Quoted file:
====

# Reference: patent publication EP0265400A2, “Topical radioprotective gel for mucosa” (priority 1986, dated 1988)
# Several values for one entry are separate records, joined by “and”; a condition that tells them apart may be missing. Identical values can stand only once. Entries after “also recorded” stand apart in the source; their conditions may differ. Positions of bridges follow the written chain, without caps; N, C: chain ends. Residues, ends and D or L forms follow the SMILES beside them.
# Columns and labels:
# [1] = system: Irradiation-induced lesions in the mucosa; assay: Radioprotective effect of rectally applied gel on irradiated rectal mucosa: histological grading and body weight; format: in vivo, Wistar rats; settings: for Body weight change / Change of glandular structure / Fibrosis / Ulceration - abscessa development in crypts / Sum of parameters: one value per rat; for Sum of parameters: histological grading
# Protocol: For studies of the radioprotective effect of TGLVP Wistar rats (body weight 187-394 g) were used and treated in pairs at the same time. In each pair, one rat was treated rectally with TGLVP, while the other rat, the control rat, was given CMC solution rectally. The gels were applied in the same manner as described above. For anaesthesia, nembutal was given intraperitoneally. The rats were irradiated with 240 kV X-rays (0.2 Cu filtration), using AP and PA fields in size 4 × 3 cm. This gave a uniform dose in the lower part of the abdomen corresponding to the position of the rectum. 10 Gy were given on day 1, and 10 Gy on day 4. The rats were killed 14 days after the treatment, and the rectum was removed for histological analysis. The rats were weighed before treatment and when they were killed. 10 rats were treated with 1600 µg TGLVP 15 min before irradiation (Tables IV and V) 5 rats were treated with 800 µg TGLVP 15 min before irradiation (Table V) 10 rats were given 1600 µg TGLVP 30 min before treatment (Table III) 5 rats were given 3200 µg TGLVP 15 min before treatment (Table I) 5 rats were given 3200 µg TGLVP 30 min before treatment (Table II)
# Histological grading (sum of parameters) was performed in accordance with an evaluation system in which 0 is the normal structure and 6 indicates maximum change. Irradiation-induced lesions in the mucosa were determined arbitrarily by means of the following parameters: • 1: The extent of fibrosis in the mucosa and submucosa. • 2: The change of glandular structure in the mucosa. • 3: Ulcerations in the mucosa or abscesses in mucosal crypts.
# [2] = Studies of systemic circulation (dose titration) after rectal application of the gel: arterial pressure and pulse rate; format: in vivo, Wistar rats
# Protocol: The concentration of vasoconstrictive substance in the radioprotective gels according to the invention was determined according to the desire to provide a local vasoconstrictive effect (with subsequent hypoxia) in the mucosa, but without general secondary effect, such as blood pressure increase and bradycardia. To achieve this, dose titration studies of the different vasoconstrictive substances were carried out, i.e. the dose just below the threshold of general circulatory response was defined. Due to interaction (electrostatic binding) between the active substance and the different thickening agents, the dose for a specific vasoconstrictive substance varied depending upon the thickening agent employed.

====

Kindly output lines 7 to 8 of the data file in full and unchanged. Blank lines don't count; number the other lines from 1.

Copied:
# [2] = Studies of systemic circulation (dose titration) after rectal application of the gel: arterial pressure and pulse rate; format: in vivo, Wistar rats
# Protocol: The concentration of vasoconstrictive substance in the radioprotective gels according to the invention was determined according to the desire to provide a local vasoconstrictive effect (with subsequent hypoxia) in the mucosa, but without general secondary effect, such as blood pressure increase and bradycardia. To achieve this, dose titration studies of the different vasoconstrictive substances were carried out, i.e. the dose just below the threshold of general circulatory response was defined. Due to interaction (electrostatic binding) between the active substance and the different thickening agents, the dose for a specific vasoconstrictive substance varied depending upon the thickening agent employed.